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In Table 4 of their recent paper [1], Moos et al. state that they provide the ‘sensitivity, specificity and accuracy’ of various levels of alcohol consumption for predicting drinking problems. However, in reviewing this table for an online synopsis of current research (Alcohol, Other Drugs, and Health: Current Evidence, http://www.bu.edu/aodhealth/index.html), we noticed that sensitivity increases and specificity decreases with more stringent criteria, which would be unusual. The table footnote incorrectly defines sensitivity as ‘percentage who exceed guidelines who have drinking problems’. This definition describes the positive predictive value of consumption exceeding guidelines [2]. Similar confusion regarding specificity and negative predictive value are also noted.

Although clinicians are most interested in the predictive value of a positive or negative test, epidemiologists have well-established definitions of sensitivity and specificity, i.e. the probability that those with disease will have a positive test (sensitivity) and those without disease will have a negative test (specificity) [2]. Those parameters are particularly useful as they do not vary with the prevalence of disease, as do predictive values. For clinicians working with older adults in settings with different prevalences (i.e. pretest probabilities) of alcohol problems than those in the population studied, publication of an erratum with the correct sensitivities and specificities would be useful.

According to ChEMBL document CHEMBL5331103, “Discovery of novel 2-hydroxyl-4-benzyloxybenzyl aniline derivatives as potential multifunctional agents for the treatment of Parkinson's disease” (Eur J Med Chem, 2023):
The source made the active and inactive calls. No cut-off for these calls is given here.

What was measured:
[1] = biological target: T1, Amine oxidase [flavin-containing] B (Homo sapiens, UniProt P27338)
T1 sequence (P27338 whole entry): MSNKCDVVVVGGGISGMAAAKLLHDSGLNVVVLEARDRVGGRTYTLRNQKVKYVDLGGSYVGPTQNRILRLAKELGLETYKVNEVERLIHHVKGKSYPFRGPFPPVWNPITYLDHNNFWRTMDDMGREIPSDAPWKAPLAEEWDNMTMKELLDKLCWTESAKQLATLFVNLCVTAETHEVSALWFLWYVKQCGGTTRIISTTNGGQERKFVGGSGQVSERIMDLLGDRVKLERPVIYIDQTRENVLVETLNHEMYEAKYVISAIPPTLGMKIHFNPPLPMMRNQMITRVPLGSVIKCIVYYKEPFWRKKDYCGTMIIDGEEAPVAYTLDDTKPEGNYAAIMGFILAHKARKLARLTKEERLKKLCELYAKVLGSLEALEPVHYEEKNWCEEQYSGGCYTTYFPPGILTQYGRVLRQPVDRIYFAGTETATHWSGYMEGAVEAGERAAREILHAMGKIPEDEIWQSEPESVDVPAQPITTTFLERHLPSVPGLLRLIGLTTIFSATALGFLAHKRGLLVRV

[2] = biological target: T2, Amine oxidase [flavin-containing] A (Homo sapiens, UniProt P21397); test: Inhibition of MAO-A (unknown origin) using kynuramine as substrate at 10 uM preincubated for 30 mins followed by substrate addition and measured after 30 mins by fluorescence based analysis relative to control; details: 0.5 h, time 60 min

References

  1. Top of page
  2. Declaration of interests
  3. References
  • 1
    Moos R. H., Schutte K. K., Brennan P. L., Moos B. S. Older adults' alcohol consumption and late-life drinking problems: a 20-year perspective. Addiction 2009; 104: 1293302.
  • 2
    Sackett D. L., Haynes R. B., Guyatt G. H., Tugwell P. Clinical Epidemiology. A Basic Science for Clinical Medicine, 2nd edn. Boston: Little, Brown and Co.; 1991.